Wednesday, June 26, 2013

Redefinition of marriage and SCOTUS (Supreme Court of the United States)

Today, the US Supreme Court invalidated portions of the federal Defense of Marriage Act (DOMA) and an amendment to the California Constitution (Proposition 8) defining marriage as the union of a man and a woman. I have mixed feelings on these two rulings. The attitudes of some who celebrate these rulings is having disastrous consequences for family and marriage -- the crumbling foundation of a health society that already is in very serious trouble. Today, those people are dancing on the sincere, Constitutionally-protected religious beliefs of fellow Americans. I predict that next will come the legitimization of incestuous marriage between immediate family members (eg father to daughter or son, etc.), polygamous marriage, and other practices not generally accepted by today's society. On the other hand, today's SCOTUS opinions hopefully will play a role in pushing government back into its proper role -- that of protecting all of our God-given human rights rather than redefining or dictating arbitrary rights. But, homosexual-rights activists tend to vote exclusively for big government.

According my reading of the US Constitution, there is no legitimate role for the central government in defining marriage or identifying benefits related to marriage (US Constitution, Article 1, Section 8 and the First and Tenth Amendments). From that standpoint, today's Supreme Court opinions are correct. If we, the People, really want the central government to have any role in marriage, an amendment to the Constitution would be appropriate. Otherwise, government must stay out of marriage and the family.

Today's DOMA opinion affects perhaps thousands of pages federal, state, and local law and regulation. The resulting bureaucratic and political nightmare has not yet begun. Experience tells me that laws and regulations will only grow even more oppressive, entangled, and incomprehensible. I believe the best course of action would to simply remove all legislation and regulation (including tax law) that benefits one class of persons (eg married) over another (unmarried) in any way. Today's SCOTUS opinions aren't really about homosexual marriage. They are about government treating one class of people differently from another.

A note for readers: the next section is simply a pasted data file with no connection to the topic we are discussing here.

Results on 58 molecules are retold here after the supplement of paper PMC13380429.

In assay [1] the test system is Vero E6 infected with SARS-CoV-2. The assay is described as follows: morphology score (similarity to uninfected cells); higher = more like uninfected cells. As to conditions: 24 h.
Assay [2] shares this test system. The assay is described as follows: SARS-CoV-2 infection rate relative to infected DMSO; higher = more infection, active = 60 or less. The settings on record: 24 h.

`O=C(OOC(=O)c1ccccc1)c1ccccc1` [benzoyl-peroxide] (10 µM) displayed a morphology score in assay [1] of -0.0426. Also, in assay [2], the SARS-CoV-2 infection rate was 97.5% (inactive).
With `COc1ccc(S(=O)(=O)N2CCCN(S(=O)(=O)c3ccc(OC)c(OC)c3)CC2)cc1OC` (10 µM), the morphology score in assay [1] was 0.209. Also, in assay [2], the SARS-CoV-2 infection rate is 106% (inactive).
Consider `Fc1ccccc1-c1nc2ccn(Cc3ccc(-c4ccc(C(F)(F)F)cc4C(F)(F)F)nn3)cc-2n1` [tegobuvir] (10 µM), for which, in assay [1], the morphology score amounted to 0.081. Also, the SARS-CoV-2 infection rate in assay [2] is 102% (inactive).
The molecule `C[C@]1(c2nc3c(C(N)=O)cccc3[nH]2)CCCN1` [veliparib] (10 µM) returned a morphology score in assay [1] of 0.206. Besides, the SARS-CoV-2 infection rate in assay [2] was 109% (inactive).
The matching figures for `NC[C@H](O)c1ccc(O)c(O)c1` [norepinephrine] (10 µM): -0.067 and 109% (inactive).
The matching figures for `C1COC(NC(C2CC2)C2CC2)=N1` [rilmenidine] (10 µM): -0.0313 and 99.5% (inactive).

Unlike the central government, the states might have some authority to define and regulate marriage where allowed by their respective constitutions. Although legitimized by the respective state constitutions, I generally hold laws defining marriage and family as unwise, unnecessary, and counterproductive. States are generally obligated to give "[f]ull Faith and the public Acts, Records, and judicial Proceedings of every other State." (US Constitution, Article 4, Section 1). Therefore, the majority of states which define marriage only as between a man and a woman, will likely soon be forced to acknowledge marriages performed in other states which do not conform to that definition.

For virtually all of human history, marriage was purely a family and religious contract or covenant. As a religious contract, marriage is protected by the First Amendment -- however the religious institutions (including atheism and secularism) chose to define it. As with other religious concepts, adherents of one religion (including atheism and secularism) have no right to impose their religious beliefs upon others by power of government or otherwise. I therefore reject the insistence of heterosexual marriage upon homosexuals just as much as I reject the insistence of homosexual marriage upon homosexuals.

I defend the constitutionally-protected right of all religions to define the standards of worthiness for their followers provided the rights of innocent persons are not violated. Therefore a religion that views premarital or homosexual marriage as sinful must be respected and protected. Likewise, a religion that views homosexual marriage as acceptable must also be respected and protected. However, neither must be forced or expected to endorse or practice a variation of marriage they find immoral or objectionable. Religious bodies have a constitutionally-guaranteed right to admit into full fellowship, or employ in a religious role only those persons who live the standards of conduct defined by that religion.